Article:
Freeway Park in Seattle was added to the National Register of Historic Places two months ago on December 19th, 2019.
That’s great news and is important for the future of the park, but I have to admit that reading about it gave me an odd feeling. I think of national historic places as being actually old, like buildings from the 1800s.
Freeway Park is still a sorta new park in my mind because I remember it being built when I was a teenager living in Edmonds. If it’s now historic that means I’m getting old!
My aunt and uncle who live in Ellensburg took a two and a half week vacation to New Zealand at the end of November and beginning of December this year. My regular readers know I house sit for them when they go away on longer trips. That way I get a vacation with free lodging and they get someone to look after things.
Saturday, November 9th was my Aunt Pat’s 80th birthday. She lives in a large suburb of Boise, Idaho, and a family gathering was planned for the weekend to celebrate the milestone, including my cousins I hadn’t seen in several years flying in from Denver and Boston. (Another cousin conveniently already lives there.)
I wanted to attend, but the drive from Seattle to Boise and back is slightly over 1000 miles. The trip one way usually takes about 8.5 to 9.5 hours depending on traffic, weather, and number and length of stops you make. If you put the pedal to the metal, don’t run into any slow downs, and only take one or two quick potty breaks you can make it in about 7.5 to 8 hours.
Either way, I just don’t have it in me to do long drives like that in a single day anymore, especially with no one along to help keep me awake. (My sister and nephew flew down for only one night, and my mom and stepdad took their RV for a trip to Arizona afterwards.) Even at my best I never enjoyed that many hours on the road in one stretch.
I decided the only way I could do it with my various limitations was to make a road trip out of it. I hadn’t been in south central Washington or northeastern Oregon since family camping trips in the early 1970s, so it would be like driving through those areas for the first time.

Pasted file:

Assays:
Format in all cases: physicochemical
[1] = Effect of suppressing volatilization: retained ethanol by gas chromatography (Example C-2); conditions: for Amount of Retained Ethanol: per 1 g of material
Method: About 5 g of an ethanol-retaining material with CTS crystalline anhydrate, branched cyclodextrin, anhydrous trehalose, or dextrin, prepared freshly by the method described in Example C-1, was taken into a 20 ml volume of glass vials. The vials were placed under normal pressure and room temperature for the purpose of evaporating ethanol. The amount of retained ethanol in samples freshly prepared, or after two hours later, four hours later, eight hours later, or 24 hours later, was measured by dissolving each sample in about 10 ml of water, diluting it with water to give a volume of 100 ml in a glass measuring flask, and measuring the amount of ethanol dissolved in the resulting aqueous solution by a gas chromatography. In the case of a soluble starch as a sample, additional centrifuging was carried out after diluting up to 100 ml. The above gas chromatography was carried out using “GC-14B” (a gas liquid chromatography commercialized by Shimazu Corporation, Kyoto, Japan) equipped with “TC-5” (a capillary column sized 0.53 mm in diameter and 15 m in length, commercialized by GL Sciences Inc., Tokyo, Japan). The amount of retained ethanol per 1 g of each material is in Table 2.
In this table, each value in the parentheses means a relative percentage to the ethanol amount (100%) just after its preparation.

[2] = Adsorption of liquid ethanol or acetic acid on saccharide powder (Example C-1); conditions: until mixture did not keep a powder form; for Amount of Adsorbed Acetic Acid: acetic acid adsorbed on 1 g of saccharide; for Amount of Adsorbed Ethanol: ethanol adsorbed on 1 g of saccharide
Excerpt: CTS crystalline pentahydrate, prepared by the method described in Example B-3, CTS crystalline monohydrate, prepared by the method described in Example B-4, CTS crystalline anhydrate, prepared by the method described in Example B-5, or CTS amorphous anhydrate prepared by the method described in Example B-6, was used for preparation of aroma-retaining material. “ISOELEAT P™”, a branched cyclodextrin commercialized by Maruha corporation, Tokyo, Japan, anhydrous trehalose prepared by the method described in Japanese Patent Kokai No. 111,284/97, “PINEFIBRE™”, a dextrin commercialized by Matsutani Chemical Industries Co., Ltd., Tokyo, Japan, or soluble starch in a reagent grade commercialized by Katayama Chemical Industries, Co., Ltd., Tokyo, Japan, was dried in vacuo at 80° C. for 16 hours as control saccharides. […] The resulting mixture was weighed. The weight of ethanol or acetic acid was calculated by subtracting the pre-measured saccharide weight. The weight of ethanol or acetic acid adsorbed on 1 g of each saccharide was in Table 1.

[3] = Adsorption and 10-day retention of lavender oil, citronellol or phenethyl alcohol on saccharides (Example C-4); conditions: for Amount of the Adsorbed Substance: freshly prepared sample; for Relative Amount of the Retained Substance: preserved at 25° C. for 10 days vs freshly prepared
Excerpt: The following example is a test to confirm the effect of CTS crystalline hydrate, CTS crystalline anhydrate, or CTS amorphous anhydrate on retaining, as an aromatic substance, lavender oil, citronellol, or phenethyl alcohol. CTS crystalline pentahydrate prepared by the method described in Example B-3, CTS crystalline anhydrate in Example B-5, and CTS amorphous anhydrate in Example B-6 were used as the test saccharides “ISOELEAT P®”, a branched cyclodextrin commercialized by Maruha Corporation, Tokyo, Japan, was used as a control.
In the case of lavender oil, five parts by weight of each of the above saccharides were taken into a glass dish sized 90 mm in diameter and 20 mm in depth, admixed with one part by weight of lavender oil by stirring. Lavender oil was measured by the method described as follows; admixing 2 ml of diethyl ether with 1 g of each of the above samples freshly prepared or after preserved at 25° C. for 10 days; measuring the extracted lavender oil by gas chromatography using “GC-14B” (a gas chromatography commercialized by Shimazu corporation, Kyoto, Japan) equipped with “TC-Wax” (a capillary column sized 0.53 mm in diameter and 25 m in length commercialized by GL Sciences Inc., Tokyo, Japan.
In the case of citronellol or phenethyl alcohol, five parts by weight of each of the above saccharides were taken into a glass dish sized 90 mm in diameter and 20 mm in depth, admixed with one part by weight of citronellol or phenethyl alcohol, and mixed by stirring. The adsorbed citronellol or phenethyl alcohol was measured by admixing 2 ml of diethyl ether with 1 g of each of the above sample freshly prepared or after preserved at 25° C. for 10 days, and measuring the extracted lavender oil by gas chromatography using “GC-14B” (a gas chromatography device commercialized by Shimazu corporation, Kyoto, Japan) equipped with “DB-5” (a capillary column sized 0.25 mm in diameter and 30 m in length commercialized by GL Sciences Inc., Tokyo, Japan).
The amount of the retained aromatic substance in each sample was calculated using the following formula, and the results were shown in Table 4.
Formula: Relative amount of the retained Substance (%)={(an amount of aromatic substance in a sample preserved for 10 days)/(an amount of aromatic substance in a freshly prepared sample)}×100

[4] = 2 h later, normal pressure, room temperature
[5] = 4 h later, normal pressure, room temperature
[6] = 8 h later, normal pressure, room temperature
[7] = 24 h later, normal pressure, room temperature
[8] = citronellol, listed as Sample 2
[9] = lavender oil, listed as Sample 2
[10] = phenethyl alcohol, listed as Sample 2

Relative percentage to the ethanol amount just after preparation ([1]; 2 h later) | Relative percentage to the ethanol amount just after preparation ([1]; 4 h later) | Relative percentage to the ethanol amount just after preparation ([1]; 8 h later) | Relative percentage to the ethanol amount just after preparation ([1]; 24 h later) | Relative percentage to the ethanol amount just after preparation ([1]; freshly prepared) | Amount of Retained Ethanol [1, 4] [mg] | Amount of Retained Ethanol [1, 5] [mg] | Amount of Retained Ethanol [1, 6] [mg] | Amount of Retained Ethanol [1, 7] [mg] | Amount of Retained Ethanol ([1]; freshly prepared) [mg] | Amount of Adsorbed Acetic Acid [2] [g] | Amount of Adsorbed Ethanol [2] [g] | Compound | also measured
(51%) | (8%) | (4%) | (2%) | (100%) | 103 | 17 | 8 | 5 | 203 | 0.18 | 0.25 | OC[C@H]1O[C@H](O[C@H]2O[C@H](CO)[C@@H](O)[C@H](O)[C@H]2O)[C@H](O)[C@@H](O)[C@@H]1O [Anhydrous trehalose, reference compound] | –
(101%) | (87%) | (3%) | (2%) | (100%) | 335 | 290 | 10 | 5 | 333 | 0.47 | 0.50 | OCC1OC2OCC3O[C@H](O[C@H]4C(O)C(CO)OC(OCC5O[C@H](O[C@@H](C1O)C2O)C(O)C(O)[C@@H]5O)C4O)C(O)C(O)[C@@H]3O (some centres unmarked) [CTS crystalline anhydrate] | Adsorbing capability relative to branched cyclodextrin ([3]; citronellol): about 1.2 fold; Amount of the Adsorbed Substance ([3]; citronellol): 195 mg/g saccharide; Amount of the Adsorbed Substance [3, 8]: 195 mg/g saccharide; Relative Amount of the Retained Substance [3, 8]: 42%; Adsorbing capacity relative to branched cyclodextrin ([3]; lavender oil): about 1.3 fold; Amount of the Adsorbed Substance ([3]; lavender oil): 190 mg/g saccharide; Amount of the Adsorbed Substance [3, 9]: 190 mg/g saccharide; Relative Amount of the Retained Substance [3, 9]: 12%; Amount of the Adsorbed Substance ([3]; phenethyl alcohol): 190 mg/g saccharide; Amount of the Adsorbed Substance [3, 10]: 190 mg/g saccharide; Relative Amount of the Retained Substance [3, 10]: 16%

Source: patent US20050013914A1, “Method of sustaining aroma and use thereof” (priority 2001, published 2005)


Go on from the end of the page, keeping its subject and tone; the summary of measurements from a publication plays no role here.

This post is the first in a new series about things that happen in the sky. This topic relates to parks because city, county, state, and national parks are often the best places to go to observe or photograph stuff in the sky.
For Part One I am providing suggestions for apps and links to websites in a variety of categories. You have to know when and where things are happening in order to go see them and these resources help with that. The tools are particularly useful for photographers.
Upcoming posts will have tips for when you might want to use specific sites and apps, where to go, and details about chasing the aurora borealis.
Many of the links below take you to pages for Seattle. But once at the site you can enter a zipcode (postal code) or name of a town to find the info for your part of the world. Once you’ve done that, I recommend bookmarking the site if the info looks useful to you. I have all the links sorted into my Sky Stuff bookmarks folder in a web browser so they are easy for me to find and use.
All apps listed are free unless otherwise noted.